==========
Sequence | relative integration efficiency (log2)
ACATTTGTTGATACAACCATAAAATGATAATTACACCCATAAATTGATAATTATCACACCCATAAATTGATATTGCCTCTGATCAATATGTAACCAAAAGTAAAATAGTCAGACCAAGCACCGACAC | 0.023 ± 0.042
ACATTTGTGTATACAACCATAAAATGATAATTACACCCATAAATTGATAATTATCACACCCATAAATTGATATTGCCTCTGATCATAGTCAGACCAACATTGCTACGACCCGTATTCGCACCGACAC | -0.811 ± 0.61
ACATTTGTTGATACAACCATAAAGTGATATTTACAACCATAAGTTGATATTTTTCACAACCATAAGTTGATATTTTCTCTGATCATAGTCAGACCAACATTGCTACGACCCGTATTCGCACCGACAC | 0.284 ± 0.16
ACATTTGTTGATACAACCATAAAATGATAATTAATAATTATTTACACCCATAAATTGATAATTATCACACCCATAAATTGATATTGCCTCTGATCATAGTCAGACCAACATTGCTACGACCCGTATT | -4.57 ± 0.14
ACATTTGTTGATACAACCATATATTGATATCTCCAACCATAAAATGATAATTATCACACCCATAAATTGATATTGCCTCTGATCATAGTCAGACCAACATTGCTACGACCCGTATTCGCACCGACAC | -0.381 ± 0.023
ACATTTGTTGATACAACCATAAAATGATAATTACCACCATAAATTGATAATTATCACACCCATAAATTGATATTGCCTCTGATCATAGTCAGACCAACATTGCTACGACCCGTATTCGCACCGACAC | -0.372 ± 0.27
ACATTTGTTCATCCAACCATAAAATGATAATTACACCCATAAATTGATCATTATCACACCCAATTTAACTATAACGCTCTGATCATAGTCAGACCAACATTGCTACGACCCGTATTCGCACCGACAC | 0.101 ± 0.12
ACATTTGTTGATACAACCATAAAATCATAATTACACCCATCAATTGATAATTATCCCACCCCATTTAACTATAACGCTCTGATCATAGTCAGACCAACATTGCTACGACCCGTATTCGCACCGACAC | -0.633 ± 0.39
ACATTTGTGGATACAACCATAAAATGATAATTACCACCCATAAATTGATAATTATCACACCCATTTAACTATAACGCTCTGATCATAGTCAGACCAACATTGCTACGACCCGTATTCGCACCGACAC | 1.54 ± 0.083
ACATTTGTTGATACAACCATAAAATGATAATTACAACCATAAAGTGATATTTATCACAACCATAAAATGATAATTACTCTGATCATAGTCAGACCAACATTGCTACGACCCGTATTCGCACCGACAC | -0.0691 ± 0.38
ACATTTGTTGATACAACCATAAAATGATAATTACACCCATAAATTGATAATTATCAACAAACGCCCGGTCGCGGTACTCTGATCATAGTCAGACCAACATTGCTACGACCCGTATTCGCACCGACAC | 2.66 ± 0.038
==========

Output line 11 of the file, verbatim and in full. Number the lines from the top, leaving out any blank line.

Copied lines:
ACATTTGTTGATACAACCATAAAATGATAATTACAACCATAAAGTGATATTTATCACAACCATAAAATGATAATTACTCTGATCATAGTCAGACCAACATTGCTACGACCCGTATTCGCACCGACAC | -0.0691 ± 0.38